No doubt partially out of a sense of jealousy at watching other teams make trades Friday without making one of his own, Jerry Dipoto and the Seattle Mariners added a veteran, picking up outfielder Domingo Santana from the Milwaukee Brewers for outfielder Ben Gamel and pitcher Noah Zavolas.
After acquiring Christian Yelich and signing Lorenzo Cain last offseason, the Brewers faced a bit of a roster crunch when it came to the outfield. On pure merit, it made the most sense for Ryan Braun to see his role shrink coming into the season, but seriously reducing their longtime franchise player’s playing time was something I don’t believe the front office was ever seriously considering. Braun would get some at-bats at first to spell Eric Thames, and between that and various days off and possible injury stints for the quartet, Santana would get playing time and everybody would be happy. And if that didn’t work out, Santana was coming off a .278/.371/.505 age-24 season that could help snag the Brewers a starting pitcher.
Everything worked out quite well for the Brewers, but not so much for Santana. The team was able to juggle the five players in question quite well in the early going, enough to get Santana 24 starts in April, though that was aided by Yelich’s sore oblique that sent him to the ten-day DL. It would be hard to claim that Santana did much with his April playing time, only hitting .237/.321/.269 with no homers. Thames’s thumb injury required the Brewers to have a full-timer at first, and with Jesus Aguilar made the absolute most of the opportunity and the outfield healthy, Santana’s playing time dropped quickly. The return of Thames created another roster crunch and Santana, with an option year available, spent July and August starting for Colorado Springs. He was called up in September, but purely as a reserve and only got a single start for the month.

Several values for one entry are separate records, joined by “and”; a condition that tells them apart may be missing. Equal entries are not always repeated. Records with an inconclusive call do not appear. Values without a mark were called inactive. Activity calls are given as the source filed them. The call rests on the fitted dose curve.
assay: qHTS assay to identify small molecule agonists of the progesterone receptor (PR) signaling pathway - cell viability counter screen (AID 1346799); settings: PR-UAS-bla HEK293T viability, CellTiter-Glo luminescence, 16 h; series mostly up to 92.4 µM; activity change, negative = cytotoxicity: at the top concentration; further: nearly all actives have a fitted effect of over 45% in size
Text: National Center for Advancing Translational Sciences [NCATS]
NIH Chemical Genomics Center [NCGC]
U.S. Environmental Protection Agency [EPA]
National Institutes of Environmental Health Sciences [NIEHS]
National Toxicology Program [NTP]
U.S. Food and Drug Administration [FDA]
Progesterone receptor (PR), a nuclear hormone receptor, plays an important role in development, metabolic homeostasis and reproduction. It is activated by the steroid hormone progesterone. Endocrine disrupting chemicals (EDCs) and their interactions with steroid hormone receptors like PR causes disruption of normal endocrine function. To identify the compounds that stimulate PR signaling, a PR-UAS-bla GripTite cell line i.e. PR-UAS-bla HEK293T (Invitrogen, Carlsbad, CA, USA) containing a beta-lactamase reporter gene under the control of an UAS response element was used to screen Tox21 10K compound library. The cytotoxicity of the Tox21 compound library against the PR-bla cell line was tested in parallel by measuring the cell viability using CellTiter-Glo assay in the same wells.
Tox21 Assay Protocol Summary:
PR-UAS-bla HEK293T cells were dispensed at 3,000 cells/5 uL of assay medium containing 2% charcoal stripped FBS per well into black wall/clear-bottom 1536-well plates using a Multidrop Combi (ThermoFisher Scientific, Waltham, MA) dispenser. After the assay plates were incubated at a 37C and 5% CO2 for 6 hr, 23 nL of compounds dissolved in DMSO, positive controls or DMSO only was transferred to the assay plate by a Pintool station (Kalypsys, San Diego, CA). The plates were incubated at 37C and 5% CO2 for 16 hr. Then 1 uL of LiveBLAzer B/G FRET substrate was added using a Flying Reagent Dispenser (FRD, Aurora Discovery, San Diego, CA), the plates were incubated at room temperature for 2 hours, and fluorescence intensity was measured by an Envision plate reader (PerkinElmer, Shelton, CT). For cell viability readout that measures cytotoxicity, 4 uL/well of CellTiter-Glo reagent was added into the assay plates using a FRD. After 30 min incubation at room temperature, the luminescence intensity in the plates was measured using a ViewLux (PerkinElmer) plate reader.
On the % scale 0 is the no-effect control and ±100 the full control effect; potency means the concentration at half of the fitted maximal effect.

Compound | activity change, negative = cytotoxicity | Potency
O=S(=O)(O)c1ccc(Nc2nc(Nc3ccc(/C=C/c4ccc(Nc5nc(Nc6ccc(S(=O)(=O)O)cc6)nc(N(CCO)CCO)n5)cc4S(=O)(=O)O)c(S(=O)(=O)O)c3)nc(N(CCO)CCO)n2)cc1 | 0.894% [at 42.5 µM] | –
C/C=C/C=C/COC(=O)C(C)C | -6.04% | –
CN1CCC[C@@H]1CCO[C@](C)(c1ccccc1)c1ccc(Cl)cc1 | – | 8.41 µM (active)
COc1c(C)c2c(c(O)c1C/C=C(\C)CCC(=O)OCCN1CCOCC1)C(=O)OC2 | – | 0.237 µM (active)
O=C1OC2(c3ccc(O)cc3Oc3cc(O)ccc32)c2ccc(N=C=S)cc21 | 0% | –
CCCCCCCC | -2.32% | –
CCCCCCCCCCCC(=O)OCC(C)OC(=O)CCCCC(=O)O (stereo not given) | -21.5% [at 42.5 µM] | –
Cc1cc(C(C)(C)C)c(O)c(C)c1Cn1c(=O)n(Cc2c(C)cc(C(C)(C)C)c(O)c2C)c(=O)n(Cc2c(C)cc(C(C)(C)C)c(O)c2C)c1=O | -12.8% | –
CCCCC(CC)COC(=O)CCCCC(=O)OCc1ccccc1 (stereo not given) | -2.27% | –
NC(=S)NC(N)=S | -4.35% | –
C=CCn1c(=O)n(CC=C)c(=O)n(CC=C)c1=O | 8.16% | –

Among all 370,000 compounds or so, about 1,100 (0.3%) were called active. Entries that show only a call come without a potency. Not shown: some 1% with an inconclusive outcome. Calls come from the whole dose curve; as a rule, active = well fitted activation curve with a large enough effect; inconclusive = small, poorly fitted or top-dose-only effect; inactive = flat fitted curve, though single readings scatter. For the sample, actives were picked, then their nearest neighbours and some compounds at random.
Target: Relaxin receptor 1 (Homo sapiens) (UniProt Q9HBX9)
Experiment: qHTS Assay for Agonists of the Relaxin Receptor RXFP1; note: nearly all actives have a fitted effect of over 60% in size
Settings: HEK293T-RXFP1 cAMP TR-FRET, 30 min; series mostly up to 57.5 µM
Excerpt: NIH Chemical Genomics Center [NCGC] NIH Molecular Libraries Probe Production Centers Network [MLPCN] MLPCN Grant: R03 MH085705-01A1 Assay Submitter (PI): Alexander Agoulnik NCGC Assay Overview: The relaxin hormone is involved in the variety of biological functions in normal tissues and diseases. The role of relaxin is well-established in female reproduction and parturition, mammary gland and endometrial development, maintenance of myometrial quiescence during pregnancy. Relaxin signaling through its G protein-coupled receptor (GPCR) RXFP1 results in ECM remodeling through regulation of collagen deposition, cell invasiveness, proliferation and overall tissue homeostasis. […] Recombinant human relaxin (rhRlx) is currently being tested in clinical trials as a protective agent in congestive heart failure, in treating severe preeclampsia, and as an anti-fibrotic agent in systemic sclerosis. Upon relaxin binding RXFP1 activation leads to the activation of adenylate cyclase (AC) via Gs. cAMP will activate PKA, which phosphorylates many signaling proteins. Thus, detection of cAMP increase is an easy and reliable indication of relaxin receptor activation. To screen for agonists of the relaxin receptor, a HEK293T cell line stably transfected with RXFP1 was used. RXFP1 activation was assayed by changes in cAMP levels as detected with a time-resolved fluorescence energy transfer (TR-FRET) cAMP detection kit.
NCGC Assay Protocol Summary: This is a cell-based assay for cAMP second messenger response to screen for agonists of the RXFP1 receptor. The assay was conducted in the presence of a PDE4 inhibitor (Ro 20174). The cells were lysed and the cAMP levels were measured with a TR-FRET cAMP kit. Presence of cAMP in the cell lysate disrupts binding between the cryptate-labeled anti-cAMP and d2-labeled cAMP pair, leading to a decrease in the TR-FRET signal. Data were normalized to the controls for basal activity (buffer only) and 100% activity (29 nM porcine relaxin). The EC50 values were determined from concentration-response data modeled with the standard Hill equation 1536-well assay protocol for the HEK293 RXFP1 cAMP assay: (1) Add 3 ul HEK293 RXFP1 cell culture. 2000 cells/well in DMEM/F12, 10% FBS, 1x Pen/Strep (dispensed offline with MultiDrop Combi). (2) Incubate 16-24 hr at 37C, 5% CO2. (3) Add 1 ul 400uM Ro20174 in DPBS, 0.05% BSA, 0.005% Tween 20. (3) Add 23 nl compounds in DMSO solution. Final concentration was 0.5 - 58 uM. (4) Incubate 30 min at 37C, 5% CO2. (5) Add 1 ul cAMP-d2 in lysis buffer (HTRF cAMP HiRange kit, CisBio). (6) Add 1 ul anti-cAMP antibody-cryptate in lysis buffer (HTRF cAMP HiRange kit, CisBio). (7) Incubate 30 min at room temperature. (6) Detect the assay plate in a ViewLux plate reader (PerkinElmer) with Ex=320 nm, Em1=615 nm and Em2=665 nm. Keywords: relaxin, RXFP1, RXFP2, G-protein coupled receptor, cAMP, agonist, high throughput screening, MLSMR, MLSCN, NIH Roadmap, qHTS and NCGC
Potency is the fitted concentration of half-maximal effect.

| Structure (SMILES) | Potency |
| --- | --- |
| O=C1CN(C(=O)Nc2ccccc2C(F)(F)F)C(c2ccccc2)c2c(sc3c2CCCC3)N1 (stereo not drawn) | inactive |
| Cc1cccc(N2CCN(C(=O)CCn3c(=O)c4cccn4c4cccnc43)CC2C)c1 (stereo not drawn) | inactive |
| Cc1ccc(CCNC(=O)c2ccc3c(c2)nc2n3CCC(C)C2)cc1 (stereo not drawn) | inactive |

The Brewers would have had a lot more difficulty trading Santana for a pitcher at this point, so rather than pay him to be a role player, they sent him over to the Mariners for a less expensive role player who can cover center field. Santana’s still relatively young and with three years to go until free agency, he’s more interesting than a pillow contract for a one-year reclamation projection. Even hanging onto Mitch Haniger, Santana likely starts in a corner for Seattle as there’s simply far more promise in his future than that of Jay Bruce.
As Eric Longenhagen noted to me, Zavolas is a former college starter with a low-90s fastball who changes speed well but is missing a solid breaking pitch. Harvard alumni will likely appreciate Zavolas for having thrown a no-hitter against Yale back in April, but he smells a lot like an organizational player to me. He got good results in his debut in the minors, but a 22-year-old ought to be crushing the Northwest League.
From a pure “this is what they project” standpoint, Santana and Gamel come out fairly evenly. I still believe that Santana has some upside remaining, but it will have to involve some kind of improvement in his plate discipline. Santana swung at more bad pitches in 2018 than in 2017, and what’s especially troubling is that unlike some bad-ball swingers, he’s actually quite poor at making contact with the out-of-zone pitches, 14 percentage points worse than the league average in 2018. It feels like there’s a really good player hidden away somewhere in Santana should he adopt a better approach at the plate, but finding that can’t be assured and none of his three previous organizations were able to make him into a better hitter.
Dan Szymborski is a senior writer for FanGraphs and the developer of the ZiPS projection system. He was a writer for ESPN.com from 2010-2018, a regular guest on a number of radio shows and podcasts, and a voting BBWAA member. He also maintains a terrible Twitter account at @DSzymborski.